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Merchandise
- Totale Nite

The genius of Totale Night is how finely tuned and balanced these incongruent elements are, and the end result is a delight to behold.

Jun 14th 2013 | Label: Spunk/Cooperative
Merchandise is a strange proposition. Bubbling up from the Tampa punk and hardcore underground, where members moonlight in bands as disparate as Cult Ritual and Divisions, the band eschew these tropes to craft what is essentially New Wave revivalism with a liberal lashing of black abrasion driven through its core. Their debut record (Strange Songs) In The Dark was an out-of-the-blue belter back in 2010, but it was just as likely that they would revel in the darkness, never to see the light of day again.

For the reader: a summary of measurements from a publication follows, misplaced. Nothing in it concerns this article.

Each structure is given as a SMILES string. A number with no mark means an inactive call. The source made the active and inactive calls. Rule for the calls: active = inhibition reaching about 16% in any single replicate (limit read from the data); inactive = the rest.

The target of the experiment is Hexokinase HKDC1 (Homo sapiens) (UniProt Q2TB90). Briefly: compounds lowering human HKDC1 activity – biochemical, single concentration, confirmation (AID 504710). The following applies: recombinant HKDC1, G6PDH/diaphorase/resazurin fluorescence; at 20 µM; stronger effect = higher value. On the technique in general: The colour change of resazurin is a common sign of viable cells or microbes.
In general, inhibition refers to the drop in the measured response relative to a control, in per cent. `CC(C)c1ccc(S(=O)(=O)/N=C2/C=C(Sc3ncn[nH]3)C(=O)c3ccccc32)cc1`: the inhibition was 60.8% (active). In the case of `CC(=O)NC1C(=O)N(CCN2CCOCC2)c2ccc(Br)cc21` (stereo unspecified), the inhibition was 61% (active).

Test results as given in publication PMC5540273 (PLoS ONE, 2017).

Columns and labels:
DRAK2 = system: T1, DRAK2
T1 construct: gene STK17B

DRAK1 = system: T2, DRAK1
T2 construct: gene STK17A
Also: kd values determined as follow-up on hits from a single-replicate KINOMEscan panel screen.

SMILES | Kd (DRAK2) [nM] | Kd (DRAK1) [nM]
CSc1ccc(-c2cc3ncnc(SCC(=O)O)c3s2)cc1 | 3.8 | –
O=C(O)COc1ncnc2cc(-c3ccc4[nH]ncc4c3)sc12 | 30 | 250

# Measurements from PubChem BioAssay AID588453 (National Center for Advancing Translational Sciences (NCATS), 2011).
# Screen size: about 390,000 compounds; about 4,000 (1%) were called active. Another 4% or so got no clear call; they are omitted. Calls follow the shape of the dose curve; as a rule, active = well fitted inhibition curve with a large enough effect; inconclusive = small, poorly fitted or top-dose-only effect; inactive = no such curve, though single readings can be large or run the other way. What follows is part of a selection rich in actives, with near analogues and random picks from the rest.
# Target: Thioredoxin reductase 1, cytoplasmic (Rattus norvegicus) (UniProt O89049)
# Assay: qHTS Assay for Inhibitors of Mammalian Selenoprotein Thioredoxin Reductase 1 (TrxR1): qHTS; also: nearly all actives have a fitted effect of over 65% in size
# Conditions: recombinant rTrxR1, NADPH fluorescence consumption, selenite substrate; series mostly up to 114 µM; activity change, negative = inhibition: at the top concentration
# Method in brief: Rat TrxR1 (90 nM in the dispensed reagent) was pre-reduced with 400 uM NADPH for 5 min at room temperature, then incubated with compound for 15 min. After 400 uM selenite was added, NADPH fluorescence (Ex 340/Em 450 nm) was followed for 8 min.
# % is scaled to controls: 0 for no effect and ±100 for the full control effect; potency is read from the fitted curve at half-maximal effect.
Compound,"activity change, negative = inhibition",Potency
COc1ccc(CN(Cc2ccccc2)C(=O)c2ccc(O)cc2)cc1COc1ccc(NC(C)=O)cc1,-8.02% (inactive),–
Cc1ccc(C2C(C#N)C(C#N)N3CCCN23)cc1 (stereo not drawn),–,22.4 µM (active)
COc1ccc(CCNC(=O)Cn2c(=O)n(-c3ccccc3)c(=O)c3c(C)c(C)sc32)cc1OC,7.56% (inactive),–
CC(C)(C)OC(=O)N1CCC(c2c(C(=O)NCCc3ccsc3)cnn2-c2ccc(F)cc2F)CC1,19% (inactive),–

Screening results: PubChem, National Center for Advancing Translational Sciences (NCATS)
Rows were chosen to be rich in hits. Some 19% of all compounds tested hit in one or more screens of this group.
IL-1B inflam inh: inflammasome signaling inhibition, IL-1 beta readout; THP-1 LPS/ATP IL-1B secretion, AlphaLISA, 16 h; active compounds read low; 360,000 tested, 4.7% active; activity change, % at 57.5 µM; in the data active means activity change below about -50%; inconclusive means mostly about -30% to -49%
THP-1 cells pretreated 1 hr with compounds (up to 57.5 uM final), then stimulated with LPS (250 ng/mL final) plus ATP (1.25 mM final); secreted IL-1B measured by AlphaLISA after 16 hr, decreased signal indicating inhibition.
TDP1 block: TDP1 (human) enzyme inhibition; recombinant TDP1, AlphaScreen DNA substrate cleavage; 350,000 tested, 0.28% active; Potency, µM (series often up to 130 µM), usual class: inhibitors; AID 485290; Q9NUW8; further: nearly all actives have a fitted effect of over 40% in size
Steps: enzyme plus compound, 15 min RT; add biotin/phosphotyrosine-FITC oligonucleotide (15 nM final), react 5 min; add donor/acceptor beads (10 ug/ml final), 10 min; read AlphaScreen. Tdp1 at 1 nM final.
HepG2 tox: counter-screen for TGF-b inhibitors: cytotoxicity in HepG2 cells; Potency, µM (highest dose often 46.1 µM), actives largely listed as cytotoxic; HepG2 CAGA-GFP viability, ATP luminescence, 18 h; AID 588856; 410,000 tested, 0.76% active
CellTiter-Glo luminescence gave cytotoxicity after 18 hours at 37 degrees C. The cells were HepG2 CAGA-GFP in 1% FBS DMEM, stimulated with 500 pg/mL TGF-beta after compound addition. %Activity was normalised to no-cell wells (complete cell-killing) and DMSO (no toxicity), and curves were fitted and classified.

Yet here they are with album number three, and Totale Nite is the result of focus and conviction, although invariably steeped in melancholy nihilism. No longer content to use supermarket keyboards in their recording arsenal, Merchandise have fleshed out their skewed aesthetic. Carson Cox's vocals are mordant and despairing, hovering above the swirling guitars and metallic drum machines, and on Anxiety's Door it's so reminiscent of The Smiths that it's uncomfortable. However, on Totale Nite and Who Are You, with the inclusion of saxophone and harmonica respectively, we are back into more original terrain. It resembles pop, yet masked with weird tempo changes and sudden stabs of white noise. 

Totale Nite is filled with pop euphemism, continually toying with the mainstream without any intention of embracing it. The bruised, wasted sentimentality of faux-ballad I'll Be Gone stands at odds with the title track, an infernal ten-minute behemoth that runs the gamut of garage-based acts while infused with anger and industrial blasts. Such abject juxtapositions exist deliberately, yet the genius of Totale Night is how finely tuned and balanced these incongruent elements are, and the end result is a delight to behold.

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